A Brooklyn-based writer and editor’s memoir about how watching John Hughes films as an adolescent gave meaning to his troubled life.
Rolling Stone sports editor Diamond grew up a member of the Jewish minority in suburban Chicago. For the first few years of his life, his mother and his candy manufacturer father lived an American dream that included “two cars [and]…a house…built with the money made from rotting the teeth of children who could only afford to spend a quarter on snacks.” His life changed dramatically after his parents divorced. By the time he was 7, he had attended four different schools and become “the weird kid [whom] nobody knew.” It was then that a babysitter introduced him to Hughes’ Pretty in Pink, which immediately became his favorite film for the comfort it gave him that even kids who were different could “still be cool.” As Diamond grew older and began watching more of Hughes’ movies, he found that they helped him to make sense of things like the social divisions in high school, where “everyone had his or her place, just like in a Hughes movie.” But then his mother, who could not cope with their rocky, adversarial relationship, moved away and left her son to fend for himself. Clinically depressed, homeless, and often drunk or high, Diamond turned even more to Hughes’ feel-good films to help him make sense of an unforgiving world. He then moved to New York, where he decided that he would write the director’s biography. After spending most of his 20s bouncing between Chicago and New York, often unhappy and endlessly revising a book he would never publish, his life finally came together. Both funny and heartbreaking, Diamond’s memoir is not just an account of how one director’s films impacted—and perhaps saved—his life. It is also a memorable reflection on what it means to let go of the past and grow up.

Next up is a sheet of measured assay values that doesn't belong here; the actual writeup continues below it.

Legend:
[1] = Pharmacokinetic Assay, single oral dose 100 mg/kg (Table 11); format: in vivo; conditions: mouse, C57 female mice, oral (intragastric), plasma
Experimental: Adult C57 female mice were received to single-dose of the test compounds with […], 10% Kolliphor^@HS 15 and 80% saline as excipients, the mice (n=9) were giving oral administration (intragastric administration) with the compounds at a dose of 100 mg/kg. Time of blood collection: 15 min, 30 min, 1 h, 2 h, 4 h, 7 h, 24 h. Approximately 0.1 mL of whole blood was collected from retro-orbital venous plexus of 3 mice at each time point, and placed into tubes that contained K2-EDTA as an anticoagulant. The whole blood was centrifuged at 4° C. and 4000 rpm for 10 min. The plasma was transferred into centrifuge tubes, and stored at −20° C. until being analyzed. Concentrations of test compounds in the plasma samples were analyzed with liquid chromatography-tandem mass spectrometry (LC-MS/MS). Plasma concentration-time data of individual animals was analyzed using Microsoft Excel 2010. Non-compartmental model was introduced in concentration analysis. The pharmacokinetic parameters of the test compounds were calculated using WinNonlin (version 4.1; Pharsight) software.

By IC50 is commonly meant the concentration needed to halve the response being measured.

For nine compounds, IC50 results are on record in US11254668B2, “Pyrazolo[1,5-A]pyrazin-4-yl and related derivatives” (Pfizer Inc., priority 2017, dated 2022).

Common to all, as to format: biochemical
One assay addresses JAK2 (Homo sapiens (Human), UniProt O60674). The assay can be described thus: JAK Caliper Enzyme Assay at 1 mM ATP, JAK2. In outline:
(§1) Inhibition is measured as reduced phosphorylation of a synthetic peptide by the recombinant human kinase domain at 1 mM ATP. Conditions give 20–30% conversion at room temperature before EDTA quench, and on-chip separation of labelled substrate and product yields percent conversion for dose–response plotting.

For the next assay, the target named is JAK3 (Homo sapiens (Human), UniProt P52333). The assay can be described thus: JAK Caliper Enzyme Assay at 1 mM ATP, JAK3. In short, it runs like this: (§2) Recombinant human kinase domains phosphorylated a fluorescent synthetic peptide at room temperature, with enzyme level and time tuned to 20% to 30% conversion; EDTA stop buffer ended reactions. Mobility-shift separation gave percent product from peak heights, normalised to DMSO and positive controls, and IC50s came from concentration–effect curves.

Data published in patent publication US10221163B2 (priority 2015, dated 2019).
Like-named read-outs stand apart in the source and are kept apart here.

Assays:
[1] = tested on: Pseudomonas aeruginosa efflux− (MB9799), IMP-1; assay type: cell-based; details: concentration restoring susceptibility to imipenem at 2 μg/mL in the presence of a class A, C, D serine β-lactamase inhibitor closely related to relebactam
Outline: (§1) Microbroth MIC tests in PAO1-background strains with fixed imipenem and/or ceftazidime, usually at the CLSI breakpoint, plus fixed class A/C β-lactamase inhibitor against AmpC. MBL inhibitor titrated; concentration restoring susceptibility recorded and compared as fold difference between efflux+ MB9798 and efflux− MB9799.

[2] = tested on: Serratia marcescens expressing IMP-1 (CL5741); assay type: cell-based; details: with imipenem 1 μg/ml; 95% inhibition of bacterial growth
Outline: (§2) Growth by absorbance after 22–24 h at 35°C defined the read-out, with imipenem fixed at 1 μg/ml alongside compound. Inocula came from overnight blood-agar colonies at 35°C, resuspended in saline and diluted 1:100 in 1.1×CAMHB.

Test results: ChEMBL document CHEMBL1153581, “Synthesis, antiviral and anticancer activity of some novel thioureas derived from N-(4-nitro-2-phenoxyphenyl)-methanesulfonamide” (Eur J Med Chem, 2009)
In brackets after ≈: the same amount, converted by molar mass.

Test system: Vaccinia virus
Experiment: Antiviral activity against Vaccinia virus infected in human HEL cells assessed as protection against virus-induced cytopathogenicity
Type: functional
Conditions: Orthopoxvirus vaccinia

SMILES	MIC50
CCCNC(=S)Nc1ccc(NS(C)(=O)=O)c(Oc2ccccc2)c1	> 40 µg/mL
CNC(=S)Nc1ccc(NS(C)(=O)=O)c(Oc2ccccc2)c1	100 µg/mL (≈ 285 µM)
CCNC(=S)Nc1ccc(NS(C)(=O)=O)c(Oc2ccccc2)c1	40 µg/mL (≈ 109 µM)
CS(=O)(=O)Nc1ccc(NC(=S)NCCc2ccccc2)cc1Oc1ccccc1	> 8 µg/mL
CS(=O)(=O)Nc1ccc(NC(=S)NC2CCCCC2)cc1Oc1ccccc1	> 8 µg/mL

A quirkily intelligent memoir of finding oneself in movies.